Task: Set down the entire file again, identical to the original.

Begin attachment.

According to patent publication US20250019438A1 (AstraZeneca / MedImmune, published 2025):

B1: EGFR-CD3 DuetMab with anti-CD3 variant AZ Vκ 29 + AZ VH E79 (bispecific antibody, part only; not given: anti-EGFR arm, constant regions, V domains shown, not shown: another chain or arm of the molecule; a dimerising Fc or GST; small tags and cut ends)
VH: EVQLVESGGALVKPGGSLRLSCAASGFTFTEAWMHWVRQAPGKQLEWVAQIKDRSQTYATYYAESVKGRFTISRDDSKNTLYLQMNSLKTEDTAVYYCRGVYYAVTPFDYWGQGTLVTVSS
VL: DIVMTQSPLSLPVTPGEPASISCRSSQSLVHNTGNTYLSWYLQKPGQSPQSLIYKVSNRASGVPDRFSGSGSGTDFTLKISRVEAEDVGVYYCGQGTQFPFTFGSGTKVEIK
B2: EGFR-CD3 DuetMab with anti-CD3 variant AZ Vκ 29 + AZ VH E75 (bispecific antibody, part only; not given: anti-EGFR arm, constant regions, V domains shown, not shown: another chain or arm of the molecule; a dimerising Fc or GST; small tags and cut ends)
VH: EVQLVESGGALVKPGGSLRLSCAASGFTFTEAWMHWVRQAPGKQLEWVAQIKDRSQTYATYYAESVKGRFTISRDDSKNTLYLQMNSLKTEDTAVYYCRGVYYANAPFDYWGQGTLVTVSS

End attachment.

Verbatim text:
According to patent publication US20250019438A1 (AstraZeneca / MedImmune, published 2025):

B1: EGFR-CD3 DuetMab with anti-CD3 variant AZ Vκ 29 + AZ VH E79 (bispecific antibody, part only; not given: anti-EGFR arm, constant regions, V domains shown, not shown: another chain or arm of the molecule; a dimerising Fc or GST; small tags and cut ends)
VH: EVQLVESGGALVKPGGSLRLSCAASGFTFTEAWMHWVRQAPGKQLEWVAQIKDRSQTYATYYAESVKGRFTISRDDSKNTLYLQMNSLKTEDTAVYYCRGVYYAVTPFDYWGQGTLVTVSS
VL: DIVMTQSPLSLPVTPGEPASISCRSSQSLVHNTGNTYLSWYLQKPGQSPQSLIYKVSNRASGVPDRFSGSGSGTDFTLKISRVEAEDVGVYYCGQGTQFPFTFGSGTKVEIK
B2: EGFR-CD3 DuetMab with anti-CD3 variant AZ Vκ 29 + AZ VH E75 (bispecific antibody, part only; not given: anti-EGFR arm, constant regions, V domains shown, not shown: another chain or arm of the molecule; a dimerising Fc or GST; small tags and cut ends)
VH: EVQLVESGGALVKPGGSLRLSCAASGFTFTEAWMHWVRQAPGKQLEWVAQIKDRSQTYATYYAESVKGRFTISRDDSKNTLYLQMNSLKTEDTAVYYCRGVYYANAPFDYWGQGTLVTVSS